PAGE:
Global Source Partners
Evergrande and stress in China’s property market
Andrew Collier | Sep 28, 2020
China’s property market has long been the weak link in the economy. It is the bubble that supports growth – including local consumption, fixed asset investment, and local government fiscal revenue. Although property sales remain healthy, the developers themselves are increasingly under financial strain. The case of Evergrande’s reportedly requesting a bailout from the Guangdong government is one major example.
As a result, corporate, loan and bond defaults are rising. Beijing has been tightening credit to the property sector to reduce the potential risks of a real estate crisis. However, the current difficult economic conditions, along with a shortage of capital, have raised the risks to the sector. A “Minsky Moment” is most likely avoidable due to the ability of the state to shift capital, but significant risks remain to economic growth.
Will China have a financial crisis due to a collapsing property market?
The reports in the Chinese press that China’s largest developer, Evergrande Group, has requested a bailout from the Guangdong Provincial Government have raised fears that China’s property market is on the verge of collapse. The unverified reports include a list of Evergrande’s debtors. According to that list, almost half of the company’s CNY835 billion in debt is from non-bank lenders, including private and state corporations, trusts and local government companies.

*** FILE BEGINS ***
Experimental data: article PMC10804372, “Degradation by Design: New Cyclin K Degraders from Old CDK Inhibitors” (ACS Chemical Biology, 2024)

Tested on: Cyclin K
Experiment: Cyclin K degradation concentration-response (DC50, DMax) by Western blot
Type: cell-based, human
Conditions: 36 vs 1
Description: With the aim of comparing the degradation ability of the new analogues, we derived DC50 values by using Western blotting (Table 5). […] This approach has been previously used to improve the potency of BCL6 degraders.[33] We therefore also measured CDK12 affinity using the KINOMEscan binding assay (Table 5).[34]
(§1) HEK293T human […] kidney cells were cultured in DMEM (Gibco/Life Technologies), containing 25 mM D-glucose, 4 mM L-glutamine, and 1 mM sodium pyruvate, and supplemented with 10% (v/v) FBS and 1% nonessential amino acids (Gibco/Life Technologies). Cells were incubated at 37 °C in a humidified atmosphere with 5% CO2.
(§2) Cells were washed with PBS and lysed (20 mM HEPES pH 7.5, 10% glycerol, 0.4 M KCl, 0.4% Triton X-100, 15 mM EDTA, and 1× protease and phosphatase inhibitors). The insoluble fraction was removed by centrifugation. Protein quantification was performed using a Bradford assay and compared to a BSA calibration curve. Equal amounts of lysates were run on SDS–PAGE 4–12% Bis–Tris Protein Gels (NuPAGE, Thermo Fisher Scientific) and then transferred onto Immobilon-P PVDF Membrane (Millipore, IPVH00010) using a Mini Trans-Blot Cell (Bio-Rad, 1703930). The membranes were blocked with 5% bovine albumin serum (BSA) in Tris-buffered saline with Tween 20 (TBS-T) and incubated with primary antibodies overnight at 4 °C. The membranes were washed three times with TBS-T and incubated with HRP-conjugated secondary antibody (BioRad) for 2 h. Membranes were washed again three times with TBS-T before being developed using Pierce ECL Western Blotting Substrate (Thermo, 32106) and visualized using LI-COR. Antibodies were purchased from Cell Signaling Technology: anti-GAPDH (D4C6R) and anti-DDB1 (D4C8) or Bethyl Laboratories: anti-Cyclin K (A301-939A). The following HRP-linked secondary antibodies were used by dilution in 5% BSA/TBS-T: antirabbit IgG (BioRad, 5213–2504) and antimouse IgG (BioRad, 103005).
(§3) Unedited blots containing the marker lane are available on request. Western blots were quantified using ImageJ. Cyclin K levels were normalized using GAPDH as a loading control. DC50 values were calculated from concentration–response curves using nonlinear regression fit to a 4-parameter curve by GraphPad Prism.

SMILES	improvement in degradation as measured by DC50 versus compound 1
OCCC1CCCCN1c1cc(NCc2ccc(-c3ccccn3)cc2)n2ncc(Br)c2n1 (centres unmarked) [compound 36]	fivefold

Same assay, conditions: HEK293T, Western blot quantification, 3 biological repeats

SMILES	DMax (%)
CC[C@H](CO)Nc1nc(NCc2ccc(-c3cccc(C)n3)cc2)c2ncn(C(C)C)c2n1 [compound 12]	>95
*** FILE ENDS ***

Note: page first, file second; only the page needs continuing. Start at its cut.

The company, which has over $120bn of debt, said in a filing to Hong Kong’s stock exchange last week that the documents were “fabricated and pure defamation” and that it had reported the matter to China’s security authorities, according to the Financial Times.
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Could the collapse of Evergrande cause a financial crisis? Yes. Property owners both with Evergrande and other developers would abandon the property asset class; banks and other financial lenders would withdraw loans, leading to bank defaults; and local governments would see their largest single source of capital evaporate.
Is this likely to occur? No. Beijing or one of its proxies would step in (they may now already be doing so) and recapitalize the company. In fact, as one of China’s wealthiest provinces, Guangdong would be a likely candidate to act as the overseer of Evergrande’s recapitalization, just as the policy banks have been put in charge of the dissolution of HNA. However, even a recapitalization would be extraordinarily messy and could dent confidence in property as an asset class.